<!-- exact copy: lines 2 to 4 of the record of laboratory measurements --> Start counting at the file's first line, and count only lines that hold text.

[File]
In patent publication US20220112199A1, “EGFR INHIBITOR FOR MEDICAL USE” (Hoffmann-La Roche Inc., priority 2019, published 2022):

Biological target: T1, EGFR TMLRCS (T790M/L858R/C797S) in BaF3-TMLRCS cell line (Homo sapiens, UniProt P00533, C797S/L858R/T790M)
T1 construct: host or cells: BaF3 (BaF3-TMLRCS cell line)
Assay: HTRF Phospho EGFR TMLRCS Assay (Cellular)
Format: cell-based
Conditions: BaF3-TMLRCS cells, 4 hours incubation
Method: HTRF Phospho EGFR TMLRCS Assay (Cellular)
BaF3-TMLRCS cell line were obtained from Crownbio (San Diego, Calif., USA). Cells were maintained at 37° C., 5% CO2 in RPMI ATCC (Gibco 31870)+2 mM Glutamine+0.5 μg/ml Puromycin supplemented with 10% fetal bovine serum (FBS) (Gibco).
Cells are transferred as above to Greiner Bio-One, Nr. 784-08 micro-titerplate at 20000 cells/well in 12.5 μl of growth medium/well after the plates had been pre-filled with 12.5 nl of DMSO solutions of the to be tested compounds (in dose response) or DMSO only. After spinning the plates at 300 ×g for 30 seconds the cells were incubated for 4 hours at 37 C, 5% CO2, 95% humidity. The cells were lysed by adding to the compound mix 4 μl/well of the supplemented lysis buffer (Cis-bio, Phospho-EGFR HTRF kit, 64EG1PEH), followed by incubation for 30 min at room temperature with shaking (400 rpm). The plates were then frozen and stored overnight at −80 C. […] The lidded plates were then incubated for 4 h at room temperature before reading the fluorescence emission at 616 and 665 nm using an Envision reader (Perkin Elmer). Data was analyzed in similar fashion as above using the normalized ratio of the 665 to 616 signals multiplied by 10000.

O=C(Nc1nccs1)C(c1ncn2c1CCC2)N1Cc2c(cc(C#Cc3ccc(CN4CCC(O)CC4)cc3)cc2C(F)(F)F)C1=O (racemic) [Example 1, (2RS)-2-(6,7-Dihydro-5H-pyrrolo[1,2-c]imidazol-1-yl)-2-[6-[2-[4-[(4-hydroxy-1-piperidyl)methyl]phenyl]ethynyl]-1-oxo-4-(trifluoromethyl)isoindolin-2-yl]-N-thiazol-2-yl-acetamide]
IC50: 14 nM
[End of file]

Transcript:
Biological target: T1, EGFR TMLRCS (T790M/L858R/C797S) in BaF3-TMLRCS cell line (Homo sapiens, UniProt P00533, C797S/L858R/T790M)
T1 construct: host or cells: BaF3 (BaF3-TMLRCS cell line)
Assay: HTRF Phospho EGFR TMLRCS Assay (Cellular)